Study Questions for Norrie’s “The Staples Thesis”
1)What are staple products and what is the “staples thesis”?
•Staple products are commodities that have a high natural resource content produced
•Canadian economic development is driven by several episodes of natural resource
•Explain how developed Canada based on the staples
2)What are some of the difficulties associated with a country’s reliance on staple products?
(Too dependent on the world market for the staple products resulting lack of diversification
and unstable economy)
Fluctuation based on the business cycle and demand for staples
3)What are “linkages” and how are they important in the study of a staples economy?
•Spreading effects arising from staple production
•Backward linkage: inputs to the production
•Forward linkage: activities when staples are processed
•Lateral linkages: non-staple activities stimulated by staples production
•Final demand: produce products by workers employed in staples production, e.g.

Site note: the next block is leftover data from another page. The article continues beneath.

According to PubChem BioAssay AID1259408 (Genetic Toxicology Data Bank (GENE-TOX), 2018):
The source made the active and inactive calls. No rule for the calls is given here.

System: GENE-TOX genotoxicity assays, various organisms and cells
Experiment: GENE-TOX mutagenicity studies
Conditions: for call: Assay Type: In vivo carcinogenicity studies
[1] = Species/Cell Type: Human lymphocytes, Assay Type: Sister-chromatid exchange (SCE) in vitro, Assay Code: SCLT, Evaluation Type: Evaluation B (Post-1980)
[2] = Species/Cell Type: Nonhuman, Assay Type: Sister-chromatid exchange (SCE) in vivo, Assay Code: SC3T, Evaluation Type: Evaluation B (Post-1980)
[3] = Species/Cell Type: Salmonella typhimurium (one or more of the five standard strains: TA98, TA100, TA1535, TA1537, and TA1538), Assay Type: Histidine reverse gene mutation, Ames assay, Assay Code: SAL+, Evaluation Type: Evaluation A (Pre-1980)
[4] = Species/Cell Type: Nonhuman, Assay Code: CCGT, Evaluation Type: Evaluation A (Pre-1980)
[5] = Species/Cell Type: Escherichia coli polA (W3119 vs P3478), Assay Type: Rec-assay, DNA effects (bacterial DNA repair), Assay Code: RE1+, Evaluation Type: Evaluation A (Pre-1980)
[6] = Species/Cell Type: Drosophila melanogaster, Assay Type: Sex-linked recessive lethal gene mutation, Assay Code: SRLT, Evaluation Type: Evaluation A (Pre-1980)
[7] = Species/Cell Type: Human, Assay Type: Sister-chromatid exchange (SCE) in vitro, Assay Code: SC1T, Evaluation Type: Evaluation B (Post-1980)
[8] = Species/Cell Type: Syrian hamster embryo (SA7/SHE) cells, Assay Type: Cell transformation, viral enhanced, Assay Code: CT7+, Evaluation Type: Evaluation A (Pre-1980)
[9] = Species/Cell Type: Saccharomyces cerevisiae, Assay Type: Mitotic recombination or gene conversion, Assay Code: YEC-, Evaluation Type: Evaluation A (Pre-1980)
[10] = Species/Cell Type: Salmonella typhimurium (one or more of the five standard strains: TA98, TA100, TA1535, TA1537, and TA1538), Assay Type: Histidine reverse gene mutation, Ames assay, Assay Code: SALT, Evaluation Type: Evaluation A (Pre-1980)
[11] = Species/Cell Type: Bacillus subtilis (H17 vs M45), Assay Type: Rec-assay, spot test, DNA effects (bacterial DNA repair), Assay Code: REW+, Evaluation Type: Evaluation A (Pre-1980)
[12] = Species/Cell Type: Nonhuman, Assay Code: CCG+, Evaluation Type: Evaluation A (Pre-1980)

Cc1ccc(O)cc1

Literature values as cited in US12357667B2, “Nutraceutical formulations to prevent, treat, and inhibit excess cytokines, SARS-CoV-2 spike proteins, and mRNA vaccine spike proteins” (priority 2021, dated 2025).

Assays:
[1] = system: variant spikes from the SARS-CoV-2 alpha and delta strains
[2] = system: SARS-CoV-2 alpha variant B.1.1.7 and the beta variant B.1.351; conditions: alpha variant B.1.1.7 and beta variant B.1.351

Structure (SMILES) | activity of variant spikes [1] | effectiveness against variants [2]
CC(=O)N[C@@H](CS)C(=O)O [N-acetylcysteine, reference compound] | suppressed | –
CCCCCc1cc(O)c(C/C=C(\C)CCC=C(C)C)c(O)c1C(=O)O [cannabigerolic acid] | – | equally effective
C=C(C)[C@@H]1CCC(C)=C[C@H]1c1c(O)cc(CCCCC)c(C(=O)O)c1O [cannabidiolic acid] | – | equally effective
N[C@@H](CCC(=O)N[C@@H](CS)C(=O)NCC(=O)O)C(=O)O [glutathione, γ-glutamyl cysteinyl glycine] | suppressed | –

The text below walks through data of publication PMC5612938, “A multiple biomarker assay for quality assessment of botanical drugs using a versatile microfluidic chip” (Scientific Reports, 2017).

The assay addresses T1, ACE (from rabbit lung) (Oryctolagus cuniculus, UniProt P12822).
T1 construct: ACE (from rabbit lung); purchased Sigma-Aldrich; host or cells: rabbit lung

service, consumer goods
•Not all regions captures all linkages
4)What are the limitations of the staples thesis? Not theory, no predictive power
•[Other non-staple sources of economic growth such as industrialization
•Fail to apply to Canada after some critical date]
•Little guidance for understanding why an endowment of a given natural resource
will result in high incomes and economic diversification while others falls into
staples trap (poor and non-diversified)
•E.g. wheat trade, Ontario vs. Prairies
5)What is the “modified staples thesis” proposed by John McCallum?
•Staple episodes, diversification distinguished by who captures the linkages and
oDepend on complex laws or rules that govern trade, gov policies,
•E.g., Ontario over coming Montreal merchants in wheat trade
oGood population political centre development of local financial sector
and entrepreneurial class manufacturing
oVs. railway policies and high tariffs westerners purchased goods from
Ontario and Quebec, central Canada no linkages
6)What are “initial endowments”?
A region’s prior accumulation of population, financial capital, productive capacity,
entrepreneurial class, and political power
Canada is still tied to staples today.